Thirty years ago mathematical, as opposed to applied numerical, computation was difficult to perform and so relatively little used. Three threads changed that: the emergence of the personal computer; the discovery of fiber-optics and the consequent development of the modern internet; and the building of the Three "M's" Maple, Mathematica and Matlab.
We intend to persuade that Mathematica and other similar tools are worth knowing, assuming only that one wishes to be a mathematician, a mathematics educator, a computer scientist, an engineer or scientist, or anyone else who wishes/needs to use mathematics better. We also hope to explain how to become an "experimental mathematician" while learning to be better at proving things. To accomplish this our material is divided into three main chapters followed by a postscript. These cover elementary number theory, calculus of one and several variables, introductory linear algebra, and visualization and interactive geometric computation.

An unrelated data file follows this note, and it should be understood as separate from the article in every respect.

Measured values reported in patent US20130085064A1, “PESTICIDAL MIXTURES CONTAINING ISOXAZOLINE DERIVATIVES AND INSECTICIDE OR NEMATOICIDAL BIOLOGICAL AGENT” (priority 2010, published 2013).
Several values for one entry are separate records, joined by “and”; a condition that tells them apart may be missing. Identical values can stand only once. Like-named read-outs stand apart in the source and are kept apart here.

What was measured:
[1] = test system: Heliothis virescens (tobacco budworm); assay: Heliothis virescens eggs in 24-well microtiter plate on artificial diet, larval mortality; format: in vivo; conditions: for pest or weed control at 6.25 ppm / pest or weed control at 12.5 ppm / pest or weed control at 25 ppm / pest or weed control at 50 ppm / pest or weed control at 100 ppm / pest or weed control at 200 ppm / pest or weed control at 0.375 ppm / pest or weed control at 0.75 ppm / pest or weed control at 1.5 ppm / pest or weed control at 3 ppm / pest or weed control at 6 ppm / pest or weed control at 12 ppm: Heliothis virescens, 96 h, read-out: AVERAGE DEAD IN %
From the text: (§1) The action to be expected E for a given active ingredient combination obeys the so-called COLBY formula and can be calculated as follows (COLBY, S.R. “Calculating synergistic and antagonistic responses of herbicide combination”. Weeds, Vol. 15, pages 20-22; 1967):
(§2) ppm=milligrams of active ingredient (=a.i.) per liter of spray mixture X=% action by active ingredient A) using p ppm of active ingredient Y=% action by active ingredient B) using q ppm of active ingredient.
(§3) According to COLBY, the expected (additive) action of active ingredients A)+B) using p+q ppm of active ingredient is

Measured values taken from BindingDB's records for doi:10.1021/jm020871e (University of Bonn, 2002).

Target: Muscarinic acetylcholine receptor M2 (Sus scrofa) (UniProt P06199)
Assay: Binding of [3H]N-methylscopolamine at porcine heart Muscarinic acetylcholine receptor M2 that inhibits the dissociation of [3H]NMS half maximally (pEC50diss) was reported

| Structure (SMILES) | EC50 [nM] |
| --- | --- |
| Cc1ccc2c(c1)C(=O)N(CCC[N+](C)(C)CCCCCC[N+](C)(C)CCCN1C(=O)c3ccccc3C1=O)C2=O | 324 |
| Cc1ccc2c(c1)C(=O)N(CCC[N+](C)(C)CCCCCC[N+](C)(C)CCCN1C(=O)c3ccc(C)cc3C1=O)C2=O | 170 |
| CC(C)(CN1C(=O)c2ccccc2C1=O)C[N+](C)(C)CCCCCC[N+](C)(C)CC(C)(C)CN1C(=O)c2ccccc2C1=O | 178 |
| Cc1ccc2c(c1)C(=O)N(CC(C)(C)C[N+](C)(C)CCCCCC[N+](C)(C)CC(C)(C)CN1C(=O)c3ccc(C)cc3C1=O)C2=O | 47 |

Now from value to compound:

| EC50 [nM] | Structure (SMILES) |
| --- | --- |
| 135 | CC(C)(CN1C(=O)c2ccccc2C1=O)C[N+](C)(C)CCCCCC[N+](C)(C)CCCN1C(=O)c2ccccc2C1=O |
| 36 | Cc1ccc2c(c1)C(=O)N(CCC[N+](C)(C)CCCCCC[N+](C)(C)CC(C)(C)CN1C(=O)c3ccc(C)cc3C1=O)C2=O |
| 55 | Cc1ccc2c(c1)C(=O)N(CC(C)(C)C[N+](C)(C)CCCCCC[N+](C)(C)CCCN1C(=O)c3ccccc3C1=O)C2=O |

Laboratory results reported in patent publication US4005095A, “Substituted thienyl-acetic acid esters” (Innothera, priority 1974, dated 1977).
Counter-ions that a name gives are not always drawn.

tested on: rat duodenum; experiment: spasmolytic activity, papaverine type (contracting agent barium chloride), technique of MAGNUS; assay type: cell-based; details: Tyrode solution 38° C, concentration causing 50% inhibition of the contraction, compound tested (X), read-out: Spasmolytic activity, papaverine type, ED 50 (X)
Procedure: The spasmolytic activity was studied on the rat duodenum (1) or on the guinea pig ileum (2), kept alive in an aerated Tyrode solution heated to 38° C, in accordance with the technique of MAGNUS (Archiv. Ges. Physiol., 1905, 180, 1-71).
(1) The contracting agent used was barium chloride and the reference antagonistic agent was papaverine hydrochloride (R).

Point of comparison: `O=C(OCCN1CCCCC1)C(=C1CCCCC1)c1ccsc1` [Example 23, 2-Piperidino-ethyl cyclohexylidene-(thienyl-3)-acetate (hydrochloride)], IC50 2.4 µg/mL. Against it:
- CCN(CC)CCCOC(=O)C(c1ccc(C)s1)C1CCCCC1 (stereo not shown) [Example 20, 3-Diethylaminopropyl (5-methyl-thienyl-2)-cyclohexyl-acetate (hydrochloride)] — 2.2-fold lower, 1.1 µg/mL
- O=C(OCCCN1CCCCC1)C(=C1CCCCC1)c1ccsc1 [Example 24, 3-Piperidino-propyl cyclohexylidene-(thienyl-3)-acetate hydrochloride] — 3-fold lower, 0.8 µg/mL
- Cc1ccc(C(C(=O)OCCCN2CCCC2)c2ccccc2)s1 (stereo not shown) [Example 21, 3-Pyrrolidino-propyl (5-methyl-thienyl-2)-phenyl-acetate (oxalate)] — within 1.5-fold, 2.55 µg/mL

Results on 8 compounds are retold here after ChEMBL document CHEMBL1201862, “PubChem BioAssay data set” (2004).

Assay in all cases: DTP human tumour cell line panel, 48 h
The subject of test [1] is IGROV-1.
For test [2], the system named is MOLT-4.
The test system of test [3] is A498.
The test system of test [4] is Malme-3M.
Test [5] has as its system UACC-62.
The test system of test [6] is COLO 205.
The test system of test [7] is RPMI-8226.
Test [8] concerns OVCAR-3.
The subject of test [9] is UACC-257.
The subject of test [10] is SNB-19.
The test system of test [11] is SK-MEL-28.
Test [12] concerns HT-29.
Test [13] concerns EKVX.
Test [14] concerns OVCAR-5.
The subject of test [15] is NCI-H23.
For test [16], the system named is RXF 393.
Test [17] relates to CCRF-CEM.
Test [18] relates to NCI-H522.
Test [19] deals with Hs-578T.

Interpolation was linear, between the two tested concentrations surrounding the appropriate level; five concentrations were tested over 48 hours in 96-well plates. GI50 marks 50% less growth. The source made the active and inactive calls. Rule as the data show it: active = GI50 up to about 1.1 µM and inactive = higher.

Jonathan M. Borwein is currently Laureate Professor in the School of Mathematical and Physical Sciences at the University of Newcastle (NSW) with adjunct appointments at Dalhousie and at Simon Fraser. He received his Doctorate from Oxford in 1974, and has published extensively in optimization, analysis and computational mathematics, and has received various prizes both for research and for exposition. He directs the University of Newcastle's Priority Research Centre in Computer Assisted Research Mathematics and its Applications (CARMA).
Preface.- Conventions and Notation.- 1. Number Theory.- 2. Calculus.- 3. Linear Algebra.- 4. Visualisation and Geometry: a Postscript.- Sample Quizzes.- Index.- References.-